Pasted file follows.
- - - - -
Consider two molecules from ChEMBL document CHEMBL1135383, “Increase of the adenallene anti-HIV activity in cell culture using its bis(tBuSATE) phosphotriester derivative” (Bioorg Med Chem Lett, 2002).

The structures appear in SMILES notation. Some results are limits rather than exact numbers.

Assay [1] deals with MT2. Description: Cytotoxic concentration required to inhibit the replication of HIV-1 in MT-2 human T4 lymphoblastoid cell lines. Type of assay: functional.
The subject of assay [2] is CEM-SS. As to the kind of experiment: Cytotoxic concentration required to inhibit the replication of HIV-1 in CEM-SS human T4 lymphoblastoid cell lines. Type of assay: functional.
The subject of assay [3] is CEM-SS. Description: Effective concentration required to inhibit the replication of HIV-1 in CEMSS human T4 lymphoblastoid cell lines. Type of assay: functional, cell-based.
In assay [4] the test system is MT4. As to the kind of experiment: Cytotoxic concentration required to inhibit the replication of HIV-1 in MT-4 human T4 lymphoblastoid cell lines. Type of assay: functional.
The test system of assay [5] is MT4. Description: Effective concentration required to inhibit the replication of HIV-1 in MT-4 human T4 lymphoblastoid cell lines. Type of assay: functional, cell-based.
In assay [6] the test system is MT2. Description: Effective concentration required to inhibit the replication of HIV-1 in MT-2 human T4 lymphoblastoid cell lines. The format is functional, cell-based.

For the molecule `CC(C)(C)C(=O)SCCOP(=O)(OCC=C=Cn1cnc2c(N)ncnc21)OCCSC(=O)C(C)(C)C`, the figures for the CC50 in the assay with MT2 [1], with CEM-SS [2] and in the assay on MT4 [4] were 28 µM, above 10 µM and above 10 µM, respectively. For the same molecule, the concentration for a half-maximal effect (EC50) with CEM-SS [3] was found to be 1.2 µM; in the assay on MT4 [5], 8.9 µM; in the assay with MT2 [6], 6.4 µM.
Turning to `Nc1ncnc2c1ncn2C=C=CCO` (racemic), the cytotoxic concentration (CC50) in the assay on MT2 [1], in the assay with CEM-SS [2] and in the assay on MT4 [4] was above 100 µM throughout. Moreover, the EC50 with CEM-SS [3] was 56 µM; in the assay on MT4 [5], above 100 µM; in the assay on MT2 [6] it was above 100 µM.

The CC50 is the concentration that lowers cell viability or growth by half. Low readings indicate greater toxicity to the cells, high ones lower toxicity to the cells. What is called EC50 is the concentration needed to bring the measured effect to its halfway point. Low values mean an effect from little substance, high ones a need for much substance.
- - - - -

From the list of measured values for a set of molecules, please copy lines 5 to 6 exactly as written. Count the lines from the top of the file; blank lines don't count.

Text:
The subject of assay [3] is CEM-SS. Description: Effective concentration required to inhibit the replication of HIV-1 in CEMSS human T4 lymphoblastoid cell lines. Type of assay: functional, cell-based.
In assay [4] the test system is MT4. As to the kind of experiment: Cytotoxic concentration required to inhibit the replication of HIV-1 in MT-4 human T4 lymphoblastoid cell lines. Type of assay: functional.